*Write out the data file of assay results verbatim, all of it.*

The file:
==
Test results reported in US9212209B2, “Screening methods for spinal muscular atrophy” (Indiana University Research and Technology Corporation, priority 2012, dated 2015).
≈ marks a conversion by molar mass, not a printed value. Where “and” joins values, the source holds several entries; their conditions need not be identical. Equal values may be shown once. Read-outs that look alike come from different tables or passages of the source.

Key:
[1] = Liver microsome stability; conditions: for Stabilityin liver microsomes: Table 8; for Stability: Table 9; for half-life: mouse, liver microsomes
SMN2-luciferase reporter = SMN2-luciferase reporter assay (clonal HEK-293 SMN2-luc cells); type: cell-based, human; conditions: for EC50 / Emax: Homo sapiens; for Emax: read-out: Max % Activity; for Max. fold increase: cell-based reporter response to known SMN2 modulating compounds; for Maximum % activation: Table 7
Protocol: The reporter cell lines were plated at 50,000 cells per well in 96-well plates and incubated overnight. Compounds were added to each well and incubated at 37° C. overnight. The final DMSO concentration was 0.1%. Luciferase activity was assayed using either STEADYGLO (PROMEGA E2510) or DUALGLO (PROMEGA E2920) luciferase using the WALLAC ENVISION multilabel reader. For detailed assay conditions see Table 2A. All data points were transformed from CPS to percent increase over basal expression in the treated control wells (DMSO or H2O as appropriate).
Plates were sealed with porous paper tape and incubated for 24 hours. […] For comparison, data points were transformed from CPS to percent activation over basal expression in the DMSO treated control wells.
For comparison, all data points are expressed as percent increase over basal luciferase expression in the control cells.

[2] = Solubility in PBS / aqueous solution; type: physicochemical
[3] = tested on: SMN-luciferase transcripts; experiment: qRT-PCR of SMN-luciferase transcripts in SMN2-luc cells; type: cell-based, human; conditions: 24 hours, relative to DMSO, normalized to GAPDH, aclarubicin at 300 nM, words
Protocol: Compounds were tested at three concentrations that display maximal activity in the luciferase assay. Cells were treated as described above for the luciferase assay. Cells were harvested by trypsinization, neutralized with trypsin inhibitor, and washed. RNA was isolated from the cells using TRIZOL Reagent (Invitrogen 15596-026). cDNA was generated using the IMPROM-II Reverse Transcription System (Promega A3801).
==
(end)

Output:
Test results reported in US9212209B2, “Screening methods for spinal muscular atrophy” (Indiana University Research and Technology Corporation, priority 2012, dated 2015).
≈ marks a conversion by molar mass, not a printed value. Where “and” joins values, the source holds several entries; their conditions need not be identical. Equal values may be shown once. Read-outs that look alike come from different tables or passages of the source.

Key:
[1] = Liver microsome stability; conditions: for Stabilityin liver microsomes: Table 8; for Stability: Table 9; for half-life: mouse, liver microsomes
SMN2-luciferase reporter = SMN2-luciferase reporter assay (clonal HEK-293 SMN2-luc cells); type: cell-based, human; conditions: for EC50 / Emax: Homo sapiens; for Emax: read-out: Max % Activity; for Max. fold increase: cell-based reporter response to known SMN2 modulating compounds; for Maximum % activation: Table 7
Protocol: The reporter cell lines were plated at 50,000 cells per well in 96-well plates and incubated overnight. Compounds were added to each well and incubated at 37° C. overnight. The final DMSO concentration was 0.1%. Luciferase activity was assayed using either STEADYGLO (PROMEGA E2510) or DUALGLO (PROMEGA E2920) luciferase using the WALLAC ENVISION multilabel reader. For detailed assay conditions see Table 2A. All data points were transformed from CPS to percent increase over basal expression in the treated control wells (DMSO or H2O as appropriate).
Plates were sealed with porous paper tape and incubated for 24 hours. […] For comparison, data points were transformed from CPS to percent activation over basal expression in the DMSO treated control wells.
For comparison, all data points are expressed as percent increase over basal luciferase expression in the control cells.

[2] = Solubility in PBS / aqueous solution; type: physicochemical
[3] = tested on: SMN-luciferase transcripts; experiment: qRT-PCR of SMN-luciferase transcripts in SMN2-luc cells; type: cell-based, human; conditions: 24 hours, relative to DMSO, normalized to GAPDH, aclarubicin at 300 nM, words
Protocol: Compounds were tested at three concentrations that display maximal activity in the luciferase assay. Cells were treated as described above for the luciferase assay. Cells were harvested by trypsinization, neutralized with trypsin inhibitor, and washed. RNA was isolated from the cells using TRIZOL Reagent (Invitrogen 15596-026). cDNA was generated using the IMPROM-II Reverse Transcription System (Promega A3801).